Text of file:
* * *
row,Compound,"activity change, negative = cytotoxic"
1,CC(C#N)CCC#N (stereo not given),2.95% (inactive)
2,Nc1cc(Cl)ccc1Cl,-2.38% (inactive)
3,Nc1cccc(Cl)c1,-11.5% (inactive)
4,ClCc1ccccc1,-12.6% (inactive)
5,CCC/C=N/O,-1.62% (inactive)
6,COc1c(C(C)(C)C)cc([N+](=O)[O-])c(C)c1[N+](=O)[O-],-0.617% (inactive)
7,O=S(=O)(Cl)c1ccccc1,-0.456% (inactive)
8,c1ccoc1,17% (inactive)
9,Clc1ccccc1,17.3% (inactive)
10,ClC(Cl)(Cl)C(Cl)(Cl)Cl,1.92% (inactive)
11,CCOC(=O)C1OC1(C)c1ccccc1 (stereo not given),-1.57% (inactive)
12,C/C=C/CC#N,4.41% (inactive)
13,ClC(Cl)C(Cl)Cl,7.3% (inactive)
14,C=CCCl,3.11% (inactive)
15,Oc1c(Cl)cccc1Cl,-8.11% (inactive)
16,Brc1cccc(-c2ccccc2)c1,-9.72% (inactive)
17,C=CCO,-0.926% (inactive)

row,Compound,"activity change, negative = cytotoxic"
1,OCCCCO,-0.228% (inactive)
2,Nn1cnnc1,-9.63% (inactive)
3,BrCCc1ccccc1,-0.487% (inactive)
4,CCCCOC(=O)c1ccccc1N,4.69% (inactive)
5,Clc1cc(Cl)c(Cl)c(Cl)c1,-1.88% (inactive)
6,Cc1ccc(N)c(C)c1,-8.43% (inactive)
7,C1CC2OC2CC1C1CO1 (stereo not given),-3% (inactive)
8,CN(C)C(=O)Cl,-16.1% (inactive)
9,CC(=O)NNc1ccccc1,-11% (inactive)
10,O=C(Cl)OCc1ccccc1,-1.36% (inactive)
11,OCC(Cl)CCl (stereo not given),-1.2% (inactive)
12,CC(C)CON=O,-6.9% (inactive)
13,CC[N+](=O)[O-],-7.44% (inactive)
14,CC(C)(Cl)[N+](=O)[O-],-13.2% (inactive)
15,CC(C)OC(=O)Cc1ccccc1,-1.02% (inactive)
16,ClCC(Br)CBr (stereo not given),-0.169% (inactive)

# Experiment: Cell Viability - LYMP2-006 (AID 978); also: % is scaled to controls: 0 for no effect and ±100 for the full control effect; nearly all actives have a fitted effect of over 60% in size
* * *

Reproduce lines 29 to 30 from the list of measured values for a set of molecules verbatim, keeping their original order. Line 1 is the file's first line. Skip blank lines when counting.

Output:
10,O=C(Cl)OCc1ccccc1,-1.36% (inactive)
11,OCC(Cl)CCl (stereo not given),-1.2% (inactive)